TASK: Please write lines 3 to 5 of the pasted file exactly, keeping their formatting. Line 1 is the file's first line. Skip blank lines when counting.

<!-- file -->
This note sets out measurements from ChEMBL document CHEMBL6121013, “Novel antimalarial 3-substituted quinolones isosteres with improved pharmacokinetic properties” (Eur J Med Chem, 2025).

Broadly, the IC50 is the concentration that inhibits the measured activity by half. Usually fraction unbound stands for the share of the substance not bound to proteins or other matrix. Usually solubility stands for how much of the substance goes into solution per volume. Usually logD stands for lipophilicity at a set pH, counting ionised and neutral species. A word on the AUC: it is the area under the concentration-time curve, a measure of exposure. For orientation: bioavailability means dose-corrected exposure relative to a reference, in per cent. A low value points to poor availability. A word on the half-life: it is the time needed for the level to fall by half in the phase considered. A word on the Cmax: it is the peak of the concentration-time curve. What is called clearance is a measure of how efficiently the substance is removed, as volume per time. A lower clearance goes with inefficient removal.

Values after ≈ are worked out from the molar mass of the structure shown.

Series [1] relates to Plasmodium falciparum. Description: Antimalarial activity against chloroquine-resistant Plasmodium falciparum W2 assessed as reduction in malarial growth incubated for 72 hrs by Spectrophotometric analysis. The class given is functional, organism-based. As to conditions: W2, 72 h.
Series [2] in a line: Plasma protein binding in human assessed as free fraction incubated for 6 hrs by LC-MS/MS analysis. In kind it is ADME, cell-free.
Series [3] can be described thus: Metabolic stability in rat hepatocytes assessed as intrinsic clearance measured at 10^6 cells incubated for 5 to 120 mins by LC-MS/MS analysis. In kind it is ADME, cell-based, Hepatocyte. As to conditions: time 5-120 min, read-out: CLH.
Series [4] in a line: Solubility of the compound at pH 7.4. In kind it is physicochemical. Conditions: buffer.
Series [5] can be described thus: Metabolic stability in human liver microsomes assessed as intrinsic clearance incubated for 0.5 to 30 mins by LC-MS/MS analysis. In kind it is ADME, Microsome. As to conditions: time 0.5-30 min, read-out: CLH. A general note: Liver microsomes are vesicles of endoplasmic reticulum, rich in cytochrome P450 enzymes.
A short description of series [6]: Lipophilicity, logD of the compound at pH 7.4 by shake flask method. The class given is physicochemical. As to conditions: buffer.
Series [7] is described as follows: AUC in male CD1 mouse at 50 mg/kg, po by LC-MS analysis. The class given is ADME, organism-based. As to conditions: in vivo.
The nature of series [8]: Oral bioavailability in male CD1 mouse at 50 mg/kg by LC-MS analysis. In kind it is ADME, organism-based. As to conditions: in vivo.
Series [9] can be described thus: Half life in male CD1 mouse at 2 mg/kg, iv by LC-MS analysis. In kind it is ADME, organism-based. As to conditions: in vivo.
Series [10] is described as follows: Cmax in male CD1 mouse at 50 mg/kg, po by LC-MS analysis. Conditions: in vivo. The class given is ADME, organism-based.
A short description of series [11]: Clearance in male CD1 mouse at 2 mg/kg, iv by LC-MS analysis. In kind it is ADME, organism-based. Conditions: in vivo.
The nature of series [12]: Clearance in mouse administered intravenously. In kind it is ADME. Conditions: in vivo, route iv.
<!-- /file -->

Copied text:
Values after ≈ are worked out from the molar mass of the structure shown.

Series [1] relates to Plasmodium falciparum. Description: Antimalarial activity against chloroquine-resistant Plasmodium falciparum W2 assessed as reduction in malarial growth incubated for 72 hrs by Spectrophotometric analysis. The class given is functional, organism-based. As to conditions: W2, 72 h.
Series [2] in a line: Plasma protein binding in human assessed as free fraction incubated for 6 hrs by LC-MS/MS analysis. In kind it is ADME, cell-free.